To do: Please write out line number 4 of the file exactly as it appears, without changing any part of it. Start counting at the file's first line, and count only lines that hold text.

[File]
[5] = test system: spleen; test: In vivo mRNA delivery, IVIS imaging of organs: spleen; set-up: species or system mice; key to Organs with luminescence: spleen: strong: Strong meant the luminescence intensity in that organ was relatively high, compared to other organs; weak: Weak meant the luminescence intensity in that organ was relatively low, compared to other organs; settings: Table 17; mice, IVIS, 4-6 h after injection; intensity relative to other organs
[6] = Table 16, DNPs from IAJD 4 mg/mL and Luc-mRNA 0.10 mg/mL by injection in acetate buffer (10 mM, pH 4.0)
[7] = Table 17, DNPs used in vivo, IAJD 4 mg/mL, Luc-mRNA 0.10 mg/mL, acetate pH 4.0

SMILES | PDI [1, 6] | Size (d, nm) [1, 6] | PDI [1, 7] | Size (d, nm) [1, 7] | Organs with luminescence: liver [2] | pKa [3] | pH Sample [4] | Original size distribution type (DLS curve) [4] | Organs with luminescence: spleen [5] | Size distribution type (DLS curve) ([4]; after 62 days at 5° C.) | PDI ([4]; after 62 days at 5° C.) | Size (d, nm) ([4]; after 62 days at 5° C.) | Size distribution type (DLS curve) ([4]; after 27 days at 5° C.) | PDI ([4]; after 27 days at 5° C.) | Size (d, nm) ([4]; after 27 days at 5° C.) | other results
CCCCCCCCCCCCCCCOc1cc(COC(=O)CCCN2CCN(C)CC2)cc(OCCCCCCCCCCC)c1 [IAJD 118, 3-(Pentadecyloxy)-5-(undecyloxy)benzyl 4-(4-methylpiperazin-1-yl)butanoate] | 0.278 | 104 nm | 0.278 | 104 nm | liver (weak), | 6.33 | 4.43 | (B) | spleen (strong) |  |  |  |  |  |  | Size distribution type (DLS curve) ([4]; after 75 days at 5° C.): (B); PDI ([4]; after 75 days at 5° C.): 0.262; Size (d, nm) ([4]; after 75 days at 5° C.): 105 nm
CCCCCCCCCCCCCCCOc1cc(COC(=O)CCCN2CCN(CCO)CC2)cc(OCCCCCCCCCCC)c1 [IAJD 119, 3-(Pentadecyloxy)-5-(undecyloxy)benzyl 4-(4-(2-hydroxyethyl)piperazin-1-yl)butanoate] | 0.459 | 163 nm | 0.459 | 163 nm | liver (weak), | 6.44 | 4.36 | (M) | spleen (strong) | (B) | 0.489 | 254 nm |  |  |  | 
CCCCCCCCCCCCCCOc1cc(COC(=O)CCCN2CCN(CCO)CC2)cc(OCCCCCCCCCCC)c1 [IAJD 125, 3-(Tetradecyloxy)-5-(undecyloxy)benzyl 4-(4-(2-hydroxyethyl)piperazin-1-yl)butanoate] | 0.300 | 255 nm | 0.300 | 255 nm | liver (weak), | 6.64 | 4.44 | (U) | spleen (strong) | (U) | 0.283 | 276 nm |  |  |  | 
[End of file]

SMILES | PDI [1, 6] | Size (d, nm) [1, 6] | PDI [1, 7] | Size (d, nm) [1, 7] | Organs with luminescence: liver [2] | pKa [3] | pH Sample [4] | Original size distribution type (DLS curve) [4] | Organs with luminescence: spleen [5] | Size distribution type (DLS curve) ([4]; after 62 days at 5° C.) | PDI ([4]; after 62 days at 5° C.) | Size (d, nm) ([4]; after 62 days at 5° C.) | Size distribution type (DLS curve) ([4]; after 27 days at 5° C.) | PDI ([4]; after 27 days at 5° C.) | Size (d, nm) ([4]; after 27 days at 5° C.) | other results